Joe Wright Finds His Peter Pan For Warner Bros. Reimagining

By Nick Venable 2014-03-19 05:19:19discussion comments
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Joe Wright Finds His Peter Pan For Warner Bros. Reimagining  image
Never say never, as the old saying goes, but feel free to say it with "land" behind it all you want during this story. Warner Bros. has been hot on the trailer of the young actor who will lead (or follow within) their upcoming reimagining of Peter Pan, and now they’ve found him, without the help of Tinkerbell no less. Newcomer Levi Miller will make his feature debut in Pan, British director Joe Wright’s follow-up to 2012’s Anna Karenina.

The whole point of Wright’s U.K. casting calls was to find an unknown actor to take the part, according to THR, and Miller is just that. His acting resume consists of a single episode of Fox’s shortlived sci-fi series Terra Nova, and two short films. One of those is Gerald Lambkin’s imaginative Great Adventures, a preview for which you can see below.



And before that he played a boy who brings a Holocaust survivor out of his shell in Katrina Irawati Graham’s drama Akiva. You guessed it! You can watch a trailer for that as well.



We don’t get much of a sense of his prowess from those two videos, but he’ll have some seriously talented company around to guide him along the way. And even when Wright’s films haven’t been the greatest, the casting is consistently spot-on. As such, we’ve decided to give Miller the "We Don’t Believe You’ll Be the Next Jake Lloyd" brand of approval.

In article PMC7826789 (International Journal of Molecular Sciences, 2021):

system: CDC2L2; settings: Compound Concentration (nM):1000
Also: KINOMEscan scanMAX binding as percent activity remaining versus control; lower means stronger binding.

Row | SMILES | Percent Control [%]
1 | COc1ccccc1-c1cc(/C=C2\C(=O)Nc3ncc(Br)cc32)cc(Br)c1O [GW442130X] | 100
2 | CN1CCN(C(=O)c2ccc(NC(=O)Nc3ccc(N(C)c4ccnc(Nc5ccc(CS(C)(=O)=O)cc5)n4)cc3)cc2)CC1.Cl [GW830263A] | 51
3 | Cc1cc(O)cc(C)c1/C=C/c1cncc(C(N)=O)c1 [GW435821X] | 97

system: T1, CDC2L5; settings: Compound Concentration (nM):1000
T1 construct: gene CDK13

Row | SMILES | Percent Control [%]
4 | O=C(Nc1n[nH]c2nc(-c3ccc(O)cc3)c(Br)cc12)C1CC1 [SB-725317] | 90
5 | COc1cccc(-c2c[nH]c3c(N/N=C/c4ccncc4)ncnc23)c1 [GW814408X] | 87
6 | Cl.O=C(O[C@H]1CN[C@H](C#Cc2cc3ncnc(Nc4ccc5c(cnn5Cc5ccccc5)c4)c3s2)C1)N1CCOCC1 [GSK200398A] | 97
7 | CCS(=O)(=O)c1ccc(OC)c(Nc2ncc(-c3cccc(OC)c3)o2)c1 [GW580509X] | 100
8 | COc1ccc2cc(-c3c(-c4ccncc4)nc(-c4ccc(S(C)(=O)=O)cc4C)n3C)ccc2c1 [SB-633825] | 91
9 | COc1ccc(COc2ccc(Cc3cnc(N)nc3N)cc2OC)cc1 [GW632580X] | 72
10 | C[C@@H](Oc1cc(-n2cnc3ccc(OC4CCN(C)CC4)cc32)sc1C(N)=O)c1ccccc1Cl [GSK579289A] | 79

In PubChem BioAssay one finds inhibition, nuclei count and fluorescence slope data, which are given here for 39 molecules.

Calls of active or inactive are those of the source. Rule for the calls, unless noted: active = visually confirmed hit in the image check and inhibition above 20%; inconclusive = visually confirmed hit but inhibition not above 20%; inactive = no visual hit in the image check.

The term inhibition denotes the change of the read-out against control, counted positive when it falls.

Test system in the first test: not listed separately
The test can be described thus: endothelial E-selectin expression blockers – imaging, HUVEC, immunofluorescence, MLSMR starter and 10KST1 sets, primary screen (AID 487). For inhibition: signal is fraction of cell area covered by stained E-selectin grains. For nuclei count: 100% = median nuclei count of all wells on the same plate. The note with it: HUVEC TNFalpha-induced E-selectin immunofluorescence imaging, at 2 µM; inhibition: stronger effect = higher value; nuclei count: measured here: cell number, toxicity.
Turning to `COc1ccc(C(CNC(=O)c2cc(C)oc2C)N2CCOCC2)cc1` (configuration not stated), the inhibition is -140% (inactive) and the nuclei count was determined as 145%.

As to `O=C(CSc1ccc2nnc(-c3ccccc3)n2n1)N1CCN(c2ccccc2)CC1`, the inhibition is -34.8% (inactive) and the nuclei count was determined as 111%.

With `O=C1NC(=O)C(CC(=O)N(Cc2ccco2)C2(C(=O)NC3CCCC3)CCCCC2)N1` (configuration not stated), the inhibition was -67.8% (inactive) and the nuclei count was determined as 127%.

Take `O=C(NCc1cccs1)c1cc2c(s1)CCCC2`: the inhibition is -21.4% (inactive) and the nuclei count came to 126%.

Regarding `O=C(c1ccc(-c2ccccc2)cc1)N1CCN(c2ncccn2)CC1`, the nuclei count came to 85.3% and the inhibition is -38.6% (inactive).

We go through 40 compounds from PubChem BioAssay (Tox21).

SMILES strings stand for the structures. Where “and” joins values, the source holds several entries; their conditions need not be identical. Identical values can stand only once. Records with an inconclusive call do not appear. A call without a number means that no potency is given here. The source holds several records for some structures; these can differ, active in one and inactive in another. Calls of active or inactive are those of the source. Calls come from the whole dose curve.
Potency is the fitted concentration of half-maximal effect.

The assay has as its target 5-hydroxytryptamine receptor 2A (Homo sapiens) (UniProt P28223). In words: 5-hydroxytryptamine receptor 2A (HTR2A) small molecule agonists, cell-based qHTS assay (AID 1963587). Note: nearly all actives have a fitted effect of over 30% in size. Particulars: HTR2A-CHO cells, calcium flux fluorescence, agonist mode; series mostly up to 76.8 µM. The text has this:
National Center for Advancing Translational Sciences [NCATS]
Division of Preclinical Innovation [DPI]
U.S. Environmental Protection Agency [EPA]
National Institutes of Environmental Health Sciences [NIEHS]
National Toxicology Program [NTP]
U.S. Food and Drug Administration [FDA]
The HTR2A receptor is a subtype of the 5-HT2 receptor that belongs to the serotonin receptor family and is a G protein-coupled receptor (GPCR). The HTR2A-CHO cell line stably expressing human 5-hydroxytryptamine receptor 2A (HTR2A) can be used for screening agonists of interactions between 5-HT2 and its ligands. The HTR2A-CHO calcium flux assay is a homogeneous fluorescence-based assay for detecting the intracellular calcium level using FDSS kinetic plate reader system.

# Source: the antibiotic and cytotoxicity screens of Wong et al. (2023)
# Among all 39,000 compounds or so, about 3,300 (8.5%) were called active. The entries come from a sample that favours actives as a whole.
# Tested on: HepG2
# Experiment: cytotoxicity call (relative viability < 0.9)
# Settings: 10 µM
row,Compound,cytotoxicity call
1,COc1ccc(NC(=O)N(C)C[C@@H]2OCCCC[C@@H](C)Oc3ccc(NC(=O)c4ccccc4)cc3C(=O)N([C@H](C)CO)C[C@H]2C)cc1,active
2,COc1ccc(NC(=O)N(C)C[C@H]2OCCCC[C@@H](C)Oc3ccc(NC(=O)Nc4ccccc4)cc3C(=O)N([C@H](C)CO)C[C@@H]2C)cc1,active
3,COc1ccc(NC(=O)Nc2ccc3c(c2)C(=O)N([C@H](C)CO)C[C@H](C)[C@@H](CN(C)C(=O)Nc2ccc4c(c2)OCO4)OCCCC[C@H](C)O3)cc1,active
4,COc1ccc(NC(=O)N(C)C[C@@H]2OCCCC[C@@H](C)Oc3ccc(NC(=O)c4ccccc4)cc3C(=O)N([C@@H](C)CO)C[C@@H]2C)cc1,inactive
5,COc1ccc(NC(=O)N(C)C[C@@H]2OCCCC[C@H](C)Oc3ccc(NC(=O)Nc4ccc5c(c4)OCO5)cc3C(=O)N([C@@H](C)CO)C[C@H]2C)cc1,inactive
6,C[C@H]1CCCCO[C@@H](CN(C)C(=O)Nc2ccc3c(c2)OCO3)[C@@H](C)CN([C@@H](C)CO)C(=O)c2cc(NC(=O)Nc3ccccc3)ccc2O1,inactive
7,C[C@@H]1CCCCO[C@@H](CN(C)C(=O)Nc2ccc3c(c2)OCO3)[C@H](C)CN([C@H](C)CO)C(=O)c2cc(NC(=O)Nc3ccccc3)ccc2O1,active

In the film, he’ll play a young orphan whose not exactly enjoyable London existence is disrupted when he is found and taken to Neverland, where he must do some sort of battle with the evil pirate Blackbeard, as played by the often bearded Hugh Jackman. This version of the story will of course take a different approach, so I’m not sure where Garrett Hedlund’s Hook fits into the equation, but you can bet he won’t be peachy keen on Peter Pan running amok with childish glee. Rooney Mara recently signed on to play the Native American Tiger Lily, which doesn’t exactly match up with THR’s claim that this film is "using an international cast to present the characters in a new way," unless using white actors as Native Americans is a "new way."

Old or new, the magic will fly into theaters (and never grow up) on July 17, 2015. How do you guys feel about a fresh face stepping into this somewhat iconic role?
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